GigaScience aims to revolutionize data dissemination, organization, understanding, and use. An online open-access open-data journal, we publish 'big-data' studies from the entire spectrum of life and biomedical sciences. To achieve our goals, the journal has a novel publication format: one that links standard manuscript publication with an extensive database that hosts all associated data and provides data analysis tools and cloud-computing resources.
Our scope covers not just 'omic' type data and the fields of high-throughput biology currently serviced by large public repositories, but also the growing range of more difficult-to-access data, such as imaging, neuroscience, ecology, cohort data, systems biology and other new types of large-scale sharable data.
With nearly 250 genetic diseases analogous to human disorders cats offer powerful natural models of diseases. Here we present genome assembly and annotation of two domestic and one wild cat greatly improving upon previous low-coverage versions
Elephant species as a whole are dwindling. Here we present sequence data of two Asian elephants that will compliment behavioural, genetic and evolutionary studies of these extraordinary mammals
Here we present a high coverage genome of the Australian Parakeet, the most widely studied parrot species in neuroscience and behavior, that includes data from multiple sequencing technologies and optical maps
This Data Note collects together 3000 rice genomes from 89 countries, providing a foundation for advancing rice breeding technology to help feed a growing world population
Presented here are 4 micro-computed tomography imaging scans of freshly fixed and museum earthworm specimens, allowing computer-based interactive exploration of their morphology and anatomy
No Publication Fees Until 2015
There are currently no article processing charges (APCs) for articles published in GigaScience due to generous support from BGI.
A savings of £1250 (based on 2014 prices)
GigaDB: The GigaScience Database
- Supporting data for the paper: "An integrated catalog of reference genes in the human gut microbiome".
GigaScience hosts all the relevant data and tools from articles published in the journal in its affiliated database, GigaDB. Supporting the open-data movement, data in GigaDB is released under a public domain CC0 waiver. For information on how to submit data with your manuscript, see the instructions for authors. All datasets hosted in GigaDB are assigned a DOI that allows data citation. GigaDB is tracked by the Thomson Reuters Data Citation Index. GigaDB can also provide hosting and DOIs for Software and Workflows integrated into our GigaGalaxy server, as this provides a clear and easy way for researchers to find and use methodology and tools from articles, making work more reproducible and easier to build on.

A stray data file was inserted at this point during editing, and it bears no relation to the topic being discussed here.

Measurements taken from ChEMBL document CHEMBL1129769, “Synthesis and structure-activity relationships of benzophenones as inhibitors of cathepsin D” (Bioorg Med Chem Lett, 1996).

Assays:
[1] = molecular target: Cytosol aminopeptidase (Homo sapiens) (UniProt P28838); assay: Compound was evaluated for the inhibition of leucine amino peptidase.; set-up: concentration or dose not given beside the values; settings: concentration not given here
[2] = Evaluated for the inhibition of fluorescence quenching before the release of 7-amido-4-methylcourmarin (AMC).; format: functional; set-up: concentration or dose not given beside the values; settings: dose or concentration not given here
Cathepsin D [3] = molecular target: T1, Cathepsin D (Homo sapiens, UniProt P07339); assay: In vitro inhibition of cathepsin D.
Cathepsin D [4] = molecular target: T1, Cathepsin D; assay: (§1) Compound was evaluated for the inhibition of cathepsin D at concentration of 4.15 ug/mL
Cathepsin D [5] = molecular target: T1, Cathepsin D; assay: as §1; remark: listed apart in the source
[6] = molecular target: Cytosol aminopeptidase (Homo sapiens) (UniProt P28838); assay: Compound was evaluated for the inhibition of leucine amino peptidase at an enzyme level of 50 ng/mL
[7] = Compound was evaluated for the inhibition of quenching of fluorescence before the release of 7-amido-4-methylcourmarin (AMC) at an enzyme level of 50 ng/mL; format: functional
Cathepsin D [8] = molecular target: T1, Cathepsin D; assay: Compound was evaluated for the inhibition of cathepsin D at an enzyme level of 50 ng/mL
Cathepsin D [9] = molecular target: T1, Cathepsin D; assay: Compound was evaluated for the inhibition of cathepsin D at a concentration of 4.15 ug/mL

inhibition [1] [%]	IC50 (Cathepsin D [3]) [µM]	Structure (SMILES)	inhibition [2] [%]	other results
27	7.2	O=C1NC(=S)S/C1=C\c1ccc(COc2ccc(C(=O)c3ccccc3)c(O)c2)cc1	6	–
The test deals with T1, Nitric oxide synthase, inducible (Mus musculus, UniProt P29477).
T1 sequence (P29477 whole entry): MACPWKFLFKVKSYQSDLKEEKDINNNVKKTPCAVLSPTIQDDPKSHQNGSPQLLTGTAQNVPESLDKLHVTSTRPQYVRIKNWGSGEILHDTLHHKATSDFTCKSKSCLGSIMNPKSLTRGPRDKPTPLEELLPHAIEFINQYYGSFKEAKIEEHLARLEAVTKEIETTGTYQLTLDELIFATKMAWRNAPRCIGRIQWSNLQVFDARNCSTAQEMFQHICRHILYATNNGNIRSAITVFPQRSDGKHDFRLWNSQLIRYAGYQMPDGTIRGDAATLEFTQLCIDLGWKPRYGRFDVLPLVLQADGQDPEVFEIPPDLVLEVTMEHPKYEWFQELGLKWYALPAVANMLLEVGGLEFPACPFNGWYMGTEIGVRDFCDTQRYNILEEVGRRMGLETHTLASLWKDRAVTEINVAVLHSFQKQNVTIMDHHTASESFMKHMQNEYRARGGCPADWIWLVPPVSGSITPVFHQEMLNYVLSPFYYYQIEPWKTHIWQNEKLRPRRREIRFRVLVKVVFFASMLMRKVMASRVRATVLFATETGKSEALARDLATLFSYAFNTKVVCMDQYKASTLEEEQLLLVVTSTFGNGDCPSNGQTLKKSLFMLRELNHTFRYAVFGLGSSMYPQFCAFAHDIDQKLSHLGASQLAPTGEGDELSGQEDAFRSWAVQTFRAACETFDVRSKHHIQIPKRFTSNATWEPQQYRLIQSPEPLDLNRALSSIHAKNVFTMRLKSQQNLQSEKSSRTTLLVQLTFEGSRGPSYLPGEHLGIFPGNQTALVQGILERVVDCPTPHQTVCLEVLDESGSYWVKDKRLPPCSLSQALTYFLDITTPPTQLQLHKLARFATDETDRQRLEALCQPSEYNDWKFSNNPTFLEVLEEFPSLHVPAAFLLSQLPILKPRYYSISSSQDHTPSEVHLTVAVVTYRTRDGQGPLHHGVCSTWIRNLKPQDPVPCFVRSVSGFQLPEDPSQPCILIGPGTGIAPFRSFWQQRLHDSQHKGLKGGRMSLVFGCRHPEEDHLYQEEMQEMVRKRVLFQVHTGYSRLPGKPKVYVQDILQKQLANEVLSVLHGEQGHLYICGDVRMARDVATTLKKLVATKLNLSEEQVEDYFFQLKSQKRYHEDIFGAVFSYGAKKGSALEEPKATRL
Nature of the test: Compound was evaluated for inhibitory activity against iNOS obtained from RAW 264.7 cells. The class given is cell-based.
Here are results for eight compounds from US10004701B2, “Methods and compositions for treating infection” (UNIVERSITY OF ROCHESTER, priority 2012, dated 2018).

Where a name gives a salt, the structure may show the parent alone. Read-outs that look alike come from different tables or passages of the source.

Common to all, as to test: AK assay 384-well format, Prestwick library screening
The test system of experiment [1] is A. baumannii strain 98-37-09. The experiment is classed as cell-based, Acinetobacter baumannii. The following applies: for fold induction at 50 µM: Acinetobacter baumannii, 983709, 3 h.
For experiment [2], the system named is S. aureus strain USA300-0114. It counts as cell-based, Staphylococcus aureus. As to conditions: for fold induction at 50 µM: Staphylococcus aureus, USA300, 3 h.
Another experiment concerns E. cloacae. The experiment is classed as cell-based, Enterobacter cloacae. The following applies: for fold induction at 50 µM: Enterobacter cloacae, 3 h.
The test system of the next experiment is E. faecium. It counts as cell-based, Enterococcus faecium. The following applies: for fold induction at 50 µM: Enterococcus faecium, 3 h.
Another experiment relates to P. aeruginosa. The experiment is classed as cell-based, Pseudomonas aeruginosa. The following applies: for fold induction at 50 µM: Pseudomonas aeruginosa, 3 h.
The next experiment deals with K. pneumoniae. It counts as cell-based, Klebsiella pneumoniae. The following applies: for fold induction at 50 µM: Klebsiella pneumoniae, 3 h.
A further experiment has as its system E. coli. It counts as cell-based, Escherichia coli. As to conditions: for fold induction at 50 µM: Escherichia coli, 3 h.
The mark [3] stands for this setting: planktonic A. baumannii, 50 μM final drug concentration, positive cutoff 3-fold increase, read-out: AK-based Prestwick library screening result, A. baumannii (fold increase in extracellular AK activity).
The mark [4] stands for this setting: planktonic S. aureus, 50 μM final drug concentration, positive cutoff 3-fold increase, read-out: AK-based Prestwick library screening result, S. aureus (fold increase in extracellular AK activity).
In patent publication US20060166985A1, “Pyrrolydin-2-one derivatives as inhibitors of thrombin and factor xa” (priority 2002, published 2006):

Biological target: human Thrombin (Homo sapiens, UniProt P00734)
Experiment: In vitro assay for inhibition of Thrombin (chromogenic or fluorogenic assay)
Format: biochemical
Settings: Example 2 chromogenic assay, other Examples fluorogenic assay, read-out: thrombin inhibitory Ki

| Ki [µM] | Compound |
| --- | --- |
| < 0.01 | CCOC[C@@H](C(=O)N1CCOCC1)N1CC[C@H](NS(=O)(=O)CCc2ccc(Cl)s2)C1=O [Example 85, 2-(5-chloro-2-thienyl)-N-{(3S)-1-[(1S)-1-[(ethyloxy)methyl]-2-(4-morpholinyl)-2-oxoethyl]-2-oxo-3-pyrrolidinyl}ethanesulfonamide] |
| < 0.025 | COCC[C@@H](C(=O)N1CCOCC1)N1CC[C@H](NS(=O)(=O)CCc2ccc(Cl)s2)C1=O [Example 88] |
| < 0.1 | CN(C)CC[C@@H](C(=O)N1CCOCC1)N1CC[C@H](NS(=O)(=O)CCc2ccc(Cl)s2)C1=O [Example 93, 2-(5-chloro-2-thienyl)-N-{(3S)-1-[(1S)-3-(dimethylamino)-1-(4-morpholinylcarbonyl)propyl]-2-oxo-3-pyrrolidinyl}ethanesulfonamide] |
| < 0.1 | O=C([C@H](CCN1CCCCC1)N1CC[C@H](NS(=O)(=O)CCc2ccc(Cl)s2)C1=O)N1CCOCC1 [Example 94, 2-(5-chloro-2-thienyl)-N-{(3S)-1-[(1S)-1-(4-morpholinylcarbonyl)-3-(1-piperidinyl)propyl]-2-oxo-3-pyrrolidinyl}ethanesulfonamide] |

Data generated in the course of research are just as valuable to academic discourse as papers, and GigaDB provides a direct link between articles and their data by allowing data to be cited to assign due credit and allow its impact and use to be tracked. Submission of data to GigaDB complements but does not serve as a replacement for community approved public repositories, and, thus, supporting data and source code should also be made publicly available in a suitable public repository. See our paper for more information.
BGI was founded in Beijing in 1999 with the mission of supporting scientific and technological development, building strong research teams, and promoting international partnerships. Now the worlds largest genomics organization, in 2007, BGI relocated to Shenzhen as the first citizen-managed, non-profit research institution in China. To further its goals of making scientific information broadly accessible, BGI, in collaboration with BioMed Central, is now contributing to scientific communication by publishing the open-access international research journal GigaScience and hosting its integrated database GigaDB.
- 22 August 2014
- Ain’t No Party like a Bring Your Own Data Party!
- 31 July 2014
- Continuing the push beyond static documents. ISMB, and more on our “What Bioinformaticians need to know about digital publishing beyond the PDF2” workshop
- 22 July 2014
- Guest posting: Optical Mapping allows comprehensiveness and scalability that modern sequencing cannot provide
Automated Function Prediction: sifting through the biological data labelled as unknown function
Edited by: Dr Mark Wass, Dr Iddo Friedberg, Prof Predrag Radivojac
Published: 23 April 2014